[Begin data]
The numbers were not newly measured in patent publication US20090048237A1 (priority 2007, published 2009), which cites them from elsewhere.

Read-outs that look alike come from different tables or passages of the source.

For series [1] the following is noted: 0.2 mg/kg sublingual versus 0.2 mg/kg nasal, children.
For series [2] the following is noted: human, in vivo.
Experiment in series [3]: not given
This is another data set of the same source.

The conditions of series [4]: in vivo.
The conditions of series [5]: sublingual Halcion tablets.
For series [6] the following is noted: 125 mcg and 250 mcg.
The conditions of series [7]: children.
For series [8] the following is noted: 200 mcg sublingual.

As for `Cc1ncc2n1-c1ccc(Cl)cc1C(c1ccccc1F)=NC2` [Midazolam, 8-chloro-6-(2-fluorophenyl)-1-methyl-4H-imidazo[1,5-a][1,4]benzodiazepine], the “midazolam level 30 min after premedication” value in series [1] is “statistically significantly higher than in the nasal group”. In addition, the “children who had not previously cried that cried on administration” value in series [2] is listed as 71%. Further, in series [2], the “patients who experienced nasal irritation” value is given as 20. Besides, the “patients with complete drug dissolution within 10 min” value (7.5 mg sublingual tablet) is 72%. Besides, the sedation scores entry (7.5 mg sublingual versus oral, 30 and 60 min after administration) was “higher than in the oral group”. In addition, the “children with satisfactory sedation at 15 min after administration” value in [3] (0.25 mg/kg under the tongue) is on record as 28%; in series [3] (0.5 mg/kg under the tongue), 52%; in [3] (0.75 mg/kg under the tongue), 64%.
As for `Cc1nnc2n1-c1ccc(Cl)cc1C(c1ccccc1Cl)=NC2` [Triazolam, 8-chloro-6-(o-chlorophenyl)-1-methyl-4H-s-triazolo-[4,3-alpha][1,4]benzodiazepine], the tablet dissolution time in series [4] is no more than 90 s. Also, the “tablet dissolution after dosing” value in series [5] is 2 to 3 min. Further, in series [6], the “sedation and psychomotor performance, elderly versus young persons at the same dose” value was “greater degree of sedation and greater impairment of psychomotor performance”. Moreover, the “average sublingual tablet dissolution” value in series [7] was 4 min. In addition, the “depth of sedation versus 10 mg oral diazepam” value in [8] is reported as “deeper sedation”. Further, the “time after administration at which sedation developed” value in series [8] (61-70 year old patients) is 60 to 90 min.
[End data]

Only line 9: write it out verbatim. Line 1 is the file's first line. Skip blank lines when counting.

For series [6] the following is noted: 125 mcg and 250 mcg.